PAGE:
I've noticed a distinct trend lately in that I've been commenting less and less on posts as time goes by. I've been wondering if its just that the new car smell of lesswrong has been wearing off, or if it is something else.

Well, I think I've identified it. I just don't care for discussions about how to go about building communities. It may, in the long run, be beneficial to work out how to build communities of rationalists, but in the meantime I find these discussions are making this less and less a community I want to be a part of, and (if I am not unique) may be having the opposite effect that they intend.

Don't get me wrong. I am not saying these discussions are unimportant or are not germane to the building of this site. I am saying that if a new person comes here and reads the last posts, are they going to want to stay? For myself, I find I am willing to be part of a community of enthusiastic rationalists (which is why I started reading this blog in the first place), but  I have NO interest in being part of a community that spends all its time debating on how to build the community.

Lately, to me, this place has seemed more of the latter and less of the former.

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Topics on this site are temporally clustered, as authors are primed by recent posts. Eventually, all there is to say will have been said, and community building will join Newcomb's problem, akrasia and self deception, where most of what there is to say has been said. These topics resurface occasionally, but not with the intensity they had the first time they were raised.


Actually, I am looking forward to a lot more being said on Akrasia.

PJ Eby (who posts here as pjeby) has written extensively on this topic on his own blog, dirtsimple.org, with a lot of great insights. If someone were to pick the best posts out of it and post links, it would probably lead to great discussions. The main weakness of his writing style is length, so good summaries (proper summaries, not mere quotations) would be very valuable, too.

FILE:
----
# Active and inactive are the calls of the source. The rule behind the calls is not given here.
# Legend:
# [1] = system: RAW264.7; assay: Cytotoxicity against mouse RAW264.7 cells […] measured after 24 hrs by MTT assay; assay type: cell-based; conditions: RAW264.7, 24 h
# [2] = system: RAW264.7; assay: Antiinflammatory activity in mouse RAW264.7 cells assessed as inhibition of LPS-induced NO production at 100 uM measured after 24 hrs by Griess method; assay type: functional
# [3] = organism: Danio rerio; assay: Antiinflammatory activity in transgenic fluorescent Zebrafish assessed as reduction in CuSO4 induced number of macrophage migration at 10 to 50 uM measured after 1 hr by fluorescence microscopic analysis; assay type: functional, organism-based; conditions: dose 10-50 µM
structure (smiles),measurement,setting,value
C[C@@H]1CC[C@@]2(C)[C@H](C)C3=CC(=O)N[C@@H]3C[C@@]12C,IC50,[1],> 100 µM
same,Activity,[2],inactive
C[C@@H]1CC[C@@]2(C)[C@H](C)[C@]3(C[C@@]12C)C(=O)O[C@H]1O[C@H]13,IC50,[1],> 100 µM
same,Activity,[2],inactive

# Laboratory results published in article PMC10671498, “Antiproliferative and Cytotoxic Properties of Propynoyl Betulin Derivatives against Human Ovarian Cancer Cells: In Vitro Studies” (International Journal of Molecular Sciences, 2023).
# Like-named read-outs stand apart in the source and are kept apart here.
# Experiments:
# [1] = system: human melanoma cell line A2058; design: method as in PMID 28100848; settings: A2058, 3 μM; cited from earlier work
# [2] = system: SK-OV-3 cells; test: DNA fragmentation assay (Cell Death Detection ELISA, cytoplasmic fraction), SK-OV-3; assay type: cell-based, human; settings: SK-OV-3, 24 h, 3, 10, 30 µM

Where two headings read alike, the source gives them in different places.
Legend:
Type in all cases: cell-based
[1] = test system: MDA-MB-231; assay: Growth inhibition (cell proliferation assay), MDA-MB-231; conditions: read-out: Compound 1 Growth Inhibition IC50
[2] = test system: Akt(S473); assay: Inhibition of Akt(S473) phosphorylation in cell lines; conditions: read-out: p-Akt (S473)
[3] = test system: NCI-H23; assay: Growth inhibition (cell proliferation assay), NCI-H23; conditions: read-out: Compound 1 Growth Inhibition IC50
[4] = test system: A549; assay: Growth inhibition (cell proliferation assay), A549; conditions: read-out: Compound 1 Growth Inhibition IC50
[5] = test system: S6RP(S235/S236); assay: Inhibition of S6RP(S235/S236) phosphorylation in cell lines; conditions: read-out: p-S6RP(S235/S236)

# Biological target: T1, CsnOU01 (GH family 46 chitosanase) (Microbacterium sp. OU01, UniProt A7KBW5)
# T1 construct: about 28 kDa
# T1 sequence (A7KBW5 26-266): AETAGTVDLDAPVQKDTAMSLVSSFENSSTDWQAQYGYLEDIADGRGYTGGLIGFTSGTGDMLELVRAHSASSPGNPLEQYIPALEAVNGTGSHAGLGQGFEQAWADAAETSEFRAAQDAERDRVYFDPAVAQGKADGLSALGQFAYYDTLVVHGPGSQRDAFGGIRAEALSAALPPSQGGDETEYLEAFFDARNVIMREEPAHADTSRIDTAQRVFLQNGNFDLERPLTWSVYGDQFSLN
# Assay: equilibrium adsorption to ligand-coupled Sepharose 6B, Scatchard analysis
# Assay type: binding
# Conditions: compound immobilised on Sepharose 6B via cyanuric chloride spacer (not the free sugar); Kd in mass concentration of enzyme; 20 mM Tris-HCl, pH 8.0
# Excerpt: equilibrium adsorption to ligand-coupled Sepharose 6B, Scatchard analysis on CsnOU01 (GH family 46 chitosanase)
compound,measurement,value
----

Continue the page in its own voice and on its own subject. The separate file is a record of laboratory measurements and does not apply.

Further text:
as I understand, he plans to bring his series to us, having already started

He cross-posted an excellent article between here and his blog (that's how I found his blog in the first place), but hasn't linked to older articles. Perhaps he's influenced by a perceived norm against authors posting links to their own content, as some sites do have such a norm. However, I don't think Less Wrong has such a norm, and if it did, then content written prior to its founding would definitely be exempt.

It's more that my work has advanced tremendously in the last year or so, but my blog hasn't really kept up. And while there's definitely an overlap in target audiences between LW and my blog, that doesn't mean my blog articles are directly appropriate for LW.

So the idea of doing a series here was to do something more aimed at pulling together an explanation of the models I've developed of "the human platform", as it were.

In practice, though, I've realized that if I do posts in the series more often than once every few weeks, I would end up neglecting a lot of professional work (like finishing my next book) that's more important to me than what I'd gain from the LW postings. So, the series here is likely to be rather slow in coming.